Fathers disappear from households across America- Dec. 25, 2012
Fifteen million U.S. children, or 1 in 3, live without a father. In every state, the portion of families where children have two parents, rather than one, has dropped significantly over the past decade. The number of two-parent households decreased by 1.2 million. Married couples with children have an average income of $80,000, compared with $24,000 for single mothers. Among blacks, nearly 5 million children, or 54 percent, live with only their mother. Twelve percent of black families below the poverty line have two parents present, compared with 41 percent of impoverished Hispanic families and 32 percent of poor white families. In all states but Rhode Island and Massachusetts, most Hispanic children do. In Wisconsin, 77 percent of white children and 61 percent of Hispanics live with both parents, compared with more than 25 percent of black children. Maine, Vermont and West Virginia have the lowest dual-parenthood rates for whites.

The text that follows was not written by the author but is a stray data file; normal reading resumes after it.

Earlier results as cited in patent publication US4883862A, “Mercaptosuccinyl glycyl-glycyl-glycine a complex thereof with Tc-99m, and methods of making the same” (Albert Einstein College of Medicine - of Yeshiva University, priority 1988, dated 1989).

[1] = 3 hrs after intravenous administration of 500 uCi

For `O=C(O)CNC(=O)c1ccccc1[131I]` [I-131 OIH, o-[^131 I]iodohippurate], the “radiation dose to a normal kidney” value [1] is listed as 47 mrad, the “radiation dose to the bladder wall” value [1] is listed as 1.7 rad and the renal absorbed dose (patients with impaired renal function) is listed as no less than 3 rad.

Kansas pursues child support from sperm donor- Dec. 29, 2012
A Kansas man who signed away any parental rights when he donated sperm to a lesbian Topeka couple is now being pursued by the state for child support after the mother received financial assistance for the child. A lawyer for the man argues that the state’s effort to have him declared the baby’s father runs contrary to a 2007 Kansas Supreme Court ruling on sperm donors. All the parties signed an agreement saying the man would be paid $50 per semen donation, with the arrangement including a clear understanding that he would have no parental rights whatsoever with the child or children. The agreement also called for the mothers to hold the man harmless “for any child support payments demanded of him by any other person or entity, public or private, including any district attorney’s office or other state or county agency, regardless of the circumstances or said demand.”
Counties receive funding to improve child support- Oct. 28, 2012
The Wisconsin Department of Children and Families is beginning a five-year initiative funding counties to improve child support collection. The initiative provides non-custodial parents with services they may need to support their families. Counties will have some discretion on how they will use the $2.6 million in federal funds. The program will target parents with child support cases in which there has been no payment in the last year since the order was established.
Predictive Data Fuels Child Support Success- Nov. 29, 2012